When Fr. Riccardo attended the institute several years later, May and Fr. Martin were still on the faculty, along with Dr. Kenneth Schmitz, Joseph Atkinson, and David Schindler, Sr.
They were “people that really transformed my mind,” he said. “They really solidified everything in my life that I understood in a way that I think I’d never understood before, why God’s plan for happiness, for the human person, just makes sense.”
Although the faculty were all faithful to Church teaching and to the mission of the institute, there was a positive diversity of opinions among them, the alumni said, which contributed to rich discussions and debates.
“We were exposed to so many different viewpoints,” Latkovic said, of Dominicans and Jesuits, of New Natural Law theorists and traditional Thomists. “There was just great dialogue and conversations across different disciplines.”
The original curriculum of the institute was quite theology-heavy, alumni said, and yet from the standpoint of Catholic theology and anthropology, they engaged with many current theories and arguments in the sciences.
“The institute was always very theological, and always very scientific in its approach to these disciplines,” Latkovic said. “There was very much a broad spirit, an openness to so many currents of thought,” he said, “and I don’t see how the institute could have been anything less, because John Paul II himself was a Thomist and a phenomenologist.”
“There were a number of disciplines that surrounded the topic of marriage and family, but it was all oriented to engaging the world,” Brehany said.
Fr. Riccardo said that in his time at the institute, the curriculum dealt with the practical issues that prepared him for a life of ministry.
“The Scripture is never abstract. And moral theology, quite frankly, is not abstract,” he said. “I would not describe what we got there, by any stretch of the imagination, as abstract. It was one of those things where I couldn’t wait to first apply this to my own life, and then to run to tell others.”
Fr. Ashley in particular led his students to engage with many different scientific texts.
“We were reading sociology,” Latkovic said, “we were reading modern scientists, we were reading different people, Christian, non-Christian, Protestant,” but always “through the lens of the Catholic tradition, St. John Paul II’s theology, and so on.”
That experience helped Latkovic develop a course on technology while teaching at seminary, something he probably would not have done without his prior education from Fr. Ashley, he said.
“He had a deep interest in science, and a variety of fields in science,” Brehany said. “He was very much rooted in the world of many practical issues.”
It was all in the spirit of “engaging modernity, engaging the culture,” Latkovic said, which he has carried with him into his teaching at Sacred Heart seminary today, “trying to see the good fruits, the good things that are out there.”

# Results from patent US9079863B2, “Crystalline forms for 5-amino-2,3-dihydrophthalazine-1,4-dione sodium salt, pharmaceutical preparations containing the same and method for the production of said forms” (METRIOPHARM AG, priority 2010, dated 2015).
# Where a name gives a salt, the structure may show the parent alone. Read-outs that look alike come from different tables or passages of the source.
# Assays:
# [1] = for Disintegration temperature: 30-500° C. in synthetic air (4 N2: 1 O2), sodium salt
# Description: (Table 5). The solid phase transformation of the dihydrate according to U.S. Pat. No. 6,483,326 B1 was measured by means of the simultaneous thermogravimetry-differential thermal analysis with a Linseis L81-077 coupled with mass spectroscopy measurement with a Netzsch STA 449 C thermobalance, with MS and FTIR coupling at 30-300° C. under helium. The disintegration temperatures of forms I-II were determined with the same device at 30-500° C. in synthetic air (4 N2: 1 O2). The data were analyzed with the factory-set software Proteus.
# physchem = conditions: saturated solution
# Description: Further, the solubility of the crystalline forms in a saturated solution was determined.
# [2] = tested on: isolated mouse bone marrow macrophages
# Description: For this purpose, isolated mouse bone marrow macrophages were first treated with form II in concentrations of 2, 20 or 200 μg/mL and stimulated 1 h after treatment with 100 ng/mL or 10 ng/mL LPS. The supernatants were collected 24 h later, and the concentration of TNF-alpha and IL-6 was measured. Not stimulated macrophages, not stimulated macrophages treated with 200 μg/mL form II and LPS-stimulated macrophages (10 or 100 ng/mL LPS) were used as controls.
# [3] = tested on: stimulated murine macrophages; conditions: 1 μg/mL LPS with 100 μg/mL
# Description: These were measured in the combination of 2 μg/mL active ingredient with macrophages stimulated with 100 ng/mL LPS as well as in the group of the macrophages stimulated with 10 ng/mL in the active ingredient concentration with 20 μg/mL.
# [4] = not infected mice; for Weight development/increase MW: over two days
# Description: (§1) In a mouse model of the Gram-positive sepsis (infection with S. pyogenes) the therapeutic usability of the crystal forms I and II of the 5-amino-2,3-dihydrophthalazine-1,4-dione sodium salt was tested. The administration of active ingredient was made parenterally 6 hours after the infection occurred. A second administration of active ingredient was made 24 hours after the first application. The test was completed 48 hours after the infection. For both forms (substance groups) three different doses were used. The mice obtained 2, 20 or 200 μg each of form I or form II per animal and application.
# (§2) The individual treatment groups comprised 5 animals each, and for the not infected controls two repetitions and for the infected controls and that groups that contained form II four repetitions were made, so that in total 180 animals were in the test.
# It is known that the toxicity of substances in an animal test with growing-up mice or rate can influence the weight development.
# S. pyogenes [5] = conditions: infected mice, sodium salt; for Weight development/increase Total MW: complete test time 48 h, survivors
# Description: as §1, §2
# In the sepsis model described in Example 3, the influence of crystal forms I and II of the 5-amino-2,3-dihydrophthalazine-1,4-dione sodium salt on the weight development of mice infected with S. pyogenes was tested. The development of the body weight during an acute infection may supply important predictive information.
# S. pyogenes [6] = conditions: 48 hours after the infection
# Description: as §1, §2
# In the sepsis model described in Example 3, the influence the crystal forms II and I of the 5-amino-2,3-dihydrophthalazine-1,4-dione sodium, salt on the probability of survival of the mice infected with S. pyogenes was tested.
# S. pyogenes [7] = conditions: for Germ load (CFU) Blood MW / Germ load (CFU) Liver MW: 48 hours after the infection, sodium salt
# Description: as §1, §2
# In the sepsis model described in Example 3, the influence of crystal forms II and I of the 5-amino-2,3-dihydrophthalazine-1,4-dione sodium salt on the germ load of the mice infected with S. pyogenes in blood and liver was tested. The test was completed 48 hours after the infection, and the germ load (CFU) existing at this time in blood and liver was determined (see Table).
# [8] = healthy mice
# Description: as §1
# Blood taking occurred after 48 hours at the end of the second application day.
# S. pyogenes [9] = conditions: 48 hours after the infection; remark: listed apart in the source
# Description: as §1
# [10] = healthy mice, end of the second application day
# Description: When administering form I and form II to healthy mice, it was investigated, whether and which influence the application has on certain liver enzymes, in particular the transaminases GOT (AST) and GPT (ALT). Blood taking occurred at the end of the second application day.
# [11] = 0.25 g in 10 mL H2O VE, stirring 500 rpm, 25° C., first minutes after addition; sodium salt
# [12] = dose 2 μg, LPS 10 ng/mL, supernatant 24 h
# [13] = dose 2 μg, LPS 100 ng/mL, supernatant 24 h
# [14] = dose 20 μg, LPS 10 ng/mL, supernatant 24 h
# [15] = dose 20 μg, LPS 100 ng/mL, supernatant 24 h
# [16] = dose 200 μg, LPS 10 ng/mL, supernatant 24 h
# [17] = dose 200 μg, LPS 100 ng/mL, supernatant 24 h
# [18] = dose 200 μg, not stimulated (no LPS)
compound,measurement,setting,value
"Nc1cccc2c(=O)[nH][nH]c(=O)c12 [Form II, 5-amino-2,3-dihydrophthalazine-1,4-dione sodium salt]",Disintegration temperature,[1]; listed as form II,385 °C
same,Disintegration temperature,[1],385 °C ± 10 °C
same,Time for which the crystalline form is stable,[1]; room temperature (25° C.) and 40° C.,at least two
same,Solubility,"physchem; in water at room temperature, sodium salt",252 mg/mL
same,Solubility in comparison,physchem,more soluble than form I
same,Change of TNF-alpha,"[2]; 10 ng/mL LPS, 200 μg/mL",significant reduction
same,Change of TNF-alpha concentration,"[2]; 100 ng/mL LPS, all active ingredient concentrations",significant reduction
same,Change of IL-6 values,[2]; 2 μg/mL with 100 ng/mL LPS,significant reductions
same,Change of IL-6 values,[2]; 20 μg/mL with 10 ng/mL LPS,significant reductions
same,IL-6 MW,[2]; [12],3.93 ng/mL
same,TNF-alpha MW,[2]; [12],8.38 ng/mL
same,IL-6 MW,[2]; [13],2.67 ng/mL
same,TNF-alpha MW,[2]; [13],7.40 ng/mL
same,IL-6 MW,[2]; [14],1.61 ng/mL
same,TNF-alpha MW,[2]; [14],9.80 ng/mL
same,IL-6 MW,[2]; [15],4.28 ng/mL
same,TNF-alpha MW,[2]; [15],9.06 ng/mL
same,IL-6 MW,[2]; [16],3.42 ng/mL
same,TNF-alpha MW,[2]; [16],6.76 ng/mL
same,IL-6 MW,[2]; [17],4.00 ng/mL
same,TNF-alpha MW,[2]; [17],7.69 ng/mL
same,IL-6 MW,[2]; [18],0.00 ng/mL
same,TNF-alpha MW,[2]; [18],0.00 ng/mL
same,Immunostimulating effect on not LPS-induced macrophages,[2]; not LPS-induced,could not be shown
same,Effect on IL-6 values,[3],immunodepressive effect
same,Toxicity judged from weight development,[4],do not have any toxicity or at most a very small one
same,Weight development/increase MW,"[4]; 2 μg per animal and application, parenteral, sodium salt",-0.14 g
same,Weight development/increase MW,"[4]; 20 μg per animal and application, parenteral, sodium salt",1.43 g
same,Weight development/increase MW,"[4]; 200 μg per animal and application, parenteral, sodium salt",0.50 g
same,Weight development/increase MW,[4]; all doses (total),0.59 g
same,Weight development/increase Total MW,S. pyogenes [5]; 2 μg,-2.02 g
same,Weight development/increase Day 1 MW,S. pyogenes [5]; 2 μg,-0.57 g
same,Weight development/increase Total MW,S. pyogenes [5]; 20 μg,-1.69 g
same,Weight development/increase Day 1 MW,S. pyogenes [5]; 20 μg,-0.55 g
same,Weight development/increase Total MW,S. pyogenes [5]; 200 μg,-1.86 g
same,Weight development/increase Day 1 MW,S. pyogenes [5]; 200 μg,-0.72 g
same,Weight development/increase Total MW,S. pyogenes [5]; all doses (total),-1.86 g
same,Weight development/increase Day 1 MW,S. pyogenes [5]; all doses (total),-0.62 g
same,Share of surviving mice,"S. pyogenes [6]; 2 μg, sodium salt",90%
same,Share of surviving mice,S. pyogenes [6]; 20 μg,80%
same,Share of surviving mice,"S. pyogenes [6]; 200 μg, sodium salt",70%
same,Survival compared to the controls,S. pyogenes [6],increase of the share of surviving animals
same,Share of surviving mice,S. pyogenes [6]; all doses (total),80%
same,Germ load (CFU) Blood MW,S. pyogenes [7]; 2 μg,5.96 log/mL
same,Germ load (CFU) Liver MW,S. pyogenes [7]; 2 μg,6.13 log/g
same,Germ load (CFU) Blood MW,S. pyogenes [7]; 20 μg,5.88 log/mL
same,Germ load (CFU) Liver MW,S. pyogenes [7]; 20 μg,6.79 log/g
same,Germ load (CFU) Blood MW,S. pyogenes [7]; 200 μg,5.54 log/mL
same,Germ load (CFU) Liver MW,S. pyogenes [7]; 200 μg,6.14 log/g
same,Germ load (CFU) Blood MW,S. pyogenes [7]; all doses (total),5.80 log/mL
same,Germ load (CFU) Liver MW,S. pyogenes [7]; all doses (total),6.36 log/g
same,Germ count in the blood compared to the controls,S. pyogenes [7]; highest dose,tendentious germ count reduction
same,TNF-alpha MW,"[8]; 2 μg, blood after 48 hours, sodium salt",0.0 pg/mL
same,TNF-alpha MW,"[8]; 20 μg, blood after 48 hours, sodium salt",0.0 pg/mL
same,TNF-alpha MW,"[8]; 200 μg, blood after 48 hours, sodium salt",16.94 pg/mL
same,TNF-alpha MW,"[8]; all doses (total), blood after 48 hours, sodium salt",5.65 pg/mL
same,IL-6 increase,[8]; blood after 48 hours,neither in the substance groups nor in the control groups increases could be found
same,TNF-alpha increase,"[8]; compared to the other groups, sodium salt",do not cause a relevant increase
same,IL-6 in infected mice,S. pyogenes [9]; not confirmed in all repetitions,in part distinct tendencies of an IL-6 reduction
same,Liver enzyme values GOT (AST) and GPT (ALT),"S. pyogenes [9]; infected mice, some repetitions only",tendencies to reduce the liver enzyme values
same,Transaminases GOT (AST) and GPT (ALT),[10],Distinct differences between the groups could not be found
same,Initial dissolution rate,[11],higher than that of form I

The institute prepared its first students to evangelize the society they lived in, yet many of the social problems in the years after Familiaris Consortio and the foundation of the institute are still present today.
“I think that the John Paul II Institute as founded, it seems to me that the vision and goals are even more relevant today than when they came into being,” Brehany said.
The original mission of the institute is still needed, he said, “a confidence that the teachings of the Church are true and well-founded, a constructive approach to appreciating them more, and taking that understanding out, taking that faith out in a very constructive manner, and doing it with excellence.”
“The whole legacy of the program is giving us the tools, the way of thinking properly” to face current-day problems, Latkovic said. “I don’t see John Paul II’s thought being limited to one particular era.”
“We’ve had troubled families, we’ve had to administer pastoral care to families for centuries. Not much has changed there. But I see John Paul II’s thought as part of the perennial philosophy,” he said.
Alumni of the institute now teaching bioethics and moral theology, or ministering to married couples or living in religious life, have counted the deep theological curriculum, the professors, and their engagement with contemporary issues as formation for their respective vocations.
“I did feel prepared intellectually to engage with anybody,” Brehany said, but “the spirit was to do it constructively” without apologizing for the Church’s teachings.
Fr. Riccardo draws upon his time at the institute in his priestly ministry.
“I can still remember a day really studying and praying with John Paul’s words,” he recalled. “I literally felt like my spine got strong, as I was just praying with truth, and understanding what it is the Scriptures are revealing and what God’s plan is,” he said. “I just felt like the Lord started to heal me in all sorts of areas of my life”
That has carried over into his ministry to others. “I’ve just seen example after example after example of marriages that have been healed, simply because of what I got there [at the institute] and what I’ve been able to pass on.”
Mother M. Maximilia Um, F.S.G.M., provincial superior of the Franciscans of the Martyr St. George, earned a Masters in Theological Studies (M.T.S.) at the institute from 2003-05. The institute taught her about the human person and relationships, which she says helps her in her vocation as a mother superior.
It also helped her foster a contemplative outlook on life, she said. She recalled the words of her professor David L. Schindler as he spoke to the new class on why they were at the institute.
They were there to “become more fully and radically human,” she said.